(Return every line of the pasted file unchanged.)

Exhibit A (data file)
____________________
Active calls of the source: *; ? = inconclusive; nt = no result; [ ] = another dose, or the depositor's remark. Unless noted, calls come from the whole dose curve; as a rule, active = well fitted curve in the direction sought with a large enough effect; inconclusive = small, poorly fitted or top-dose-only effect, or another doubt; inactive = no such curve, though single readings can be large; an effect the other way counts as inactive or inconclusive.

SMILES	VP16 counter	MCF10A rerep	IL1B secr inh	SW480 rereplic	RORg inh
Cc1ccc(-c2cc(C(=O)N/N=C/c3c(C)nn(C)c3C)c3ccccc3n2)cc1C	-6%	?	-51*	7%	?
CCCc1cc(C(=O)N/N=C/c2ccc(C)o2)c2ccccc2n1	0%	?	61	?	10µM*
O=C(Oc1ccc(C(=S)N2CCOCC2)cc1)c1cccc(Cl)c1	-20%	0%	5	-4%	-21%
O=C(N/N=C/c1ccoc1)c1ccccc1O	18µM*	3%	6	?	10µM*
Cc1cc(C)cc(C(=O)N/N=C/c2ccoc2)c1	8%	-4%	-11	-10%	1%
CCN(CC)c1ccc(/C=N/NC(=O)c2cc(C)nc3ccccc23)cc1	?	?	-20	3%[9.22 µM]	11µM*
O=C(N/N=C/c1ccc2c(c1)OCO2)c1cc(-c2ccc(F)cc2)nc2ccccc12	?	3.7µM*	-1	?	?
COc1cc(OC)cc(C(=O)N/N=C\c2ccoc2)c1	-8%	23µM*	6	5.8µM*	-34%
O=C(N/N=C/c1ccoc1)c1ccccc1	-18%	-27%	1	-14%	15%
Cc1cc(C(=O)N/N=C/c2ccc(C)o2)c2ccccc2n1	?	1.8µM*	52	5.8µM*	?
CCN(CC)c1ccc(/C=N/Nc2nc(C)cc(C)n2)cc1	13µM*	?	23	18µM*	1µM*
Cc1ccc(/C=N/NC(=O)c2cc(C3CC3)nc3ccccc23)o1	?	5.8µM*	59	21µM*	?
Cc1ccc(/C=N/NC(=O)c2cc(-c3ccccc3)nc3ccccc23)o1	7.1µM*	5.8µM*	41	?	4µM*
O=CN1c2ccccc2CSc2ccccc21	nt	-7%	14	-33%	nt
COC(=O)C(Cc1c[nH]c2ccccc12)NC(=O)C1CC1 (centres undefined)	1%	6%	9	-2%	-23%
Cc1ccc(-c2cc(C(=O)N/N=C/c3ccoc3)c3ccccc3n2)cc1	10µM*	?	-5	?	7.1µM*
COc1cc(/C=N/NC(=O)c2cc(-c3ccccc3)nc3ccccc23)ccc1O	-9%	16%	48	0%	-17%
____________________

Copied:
Active calls of the source: *; ? = inconclusive; nt = no result; [ ] = another dose, or the depositor's remark. Unless noted, calls come from the whole dose curve; as a rule, active = well fitted curve in the direction sought with a large enough effect; inconclusive = small, poorly fitted or top-dose-only effect, or another doubt; inactive = no such curve, though single readings can be large; an effect the other way counts as inactive or inconclusive.

SMILES	VP16 counter	MCF10A rerep	IL1B secr inh	SW480 rereplic	RORg inh
Cc1ccc(-c2cc(C(=O)N/N=C/c3c(C)nn(C)c3C)c3ccccc3n2)cc1C	-6%	?	-51*	7%	?
CCCc1cc(C(=O)N/N=C/c2ccc(C)o2)c2ccccc2n1	0%	?	61	?	10µM*
O=C(Oc1ccc(C(=S)N2CCOCC2)cc1)c1cccc(Cl)c1	-20%	0%	5	-4%	-21%
O=C(N/N=C/c1ccoc1)c1ccccc1O	18µM*	3%	6	?	10µM*
Cc1cc(C)cc(C(=O)N/N=C/c2ccoc2)c1	8%	-4%	-11	-10%	1%
CCN(CC)c1ccc(/C=N/NC(=O)c2cc(C)nc3ccccc23)cc1	?	?	-20	3%[9.22 µM]	11µM*
O=C(N/N=C/c1ccc2c(c1)OCO2)c1cc(-c2ccc(F)cc2)nc2ccccc12	?	3.7µM*	-1	?	?
COc1cc(OC)cc(C(=O)N/N=C\c2ccoc2)c1	-8%	23µM*	6	5.8µM*	-34%
O=C(N/N=C/c1ccoc1)c1ccccc1	-18%	-27%	1	-14%	15%
Cc1cc(C(=O)N/N=C/c2ccc(C)o2)c2ccccc2n1	?	1.8µM*	52	5.8µM*	?
CCN(CC)c1ccc(/C=N/Nc2nc(C)cc(C)n2)cc1	13µM*	?	23	18µM*	1µM*
Cc1ccc(/C=N/NC(=O)c2cc(C3CC3)nc3ccccc23)o1	?	5.8µM*	59	21µM*	?
Cc1ccc(/C=N/NC(=O)c2cc(-c3ccccc3)nc3ccccc23)o1	7.1µM*	5.8µM*	41	?	4µM*
O=CN1c2ccccc2CSc2ccccc21	nt	-7%	14	-33%	nt
COC(=O)C(Cc1c[nH]c2ccccc12)NC(=O)C1CC1 (centres undefined)	1%	6%	9	-2%	-23%
Cc1ccc(-c2cc(C(=O)N/N=C/c3ccoc3)c3ccccc3n2)cc1	10µM*	?	-5	?	7.1µM*
COc1cc(/C=N/NC(=O)c2cc(-c3ccccc3)nc3ccccc23)ccc1O	-9%	16%	48	0%	-17%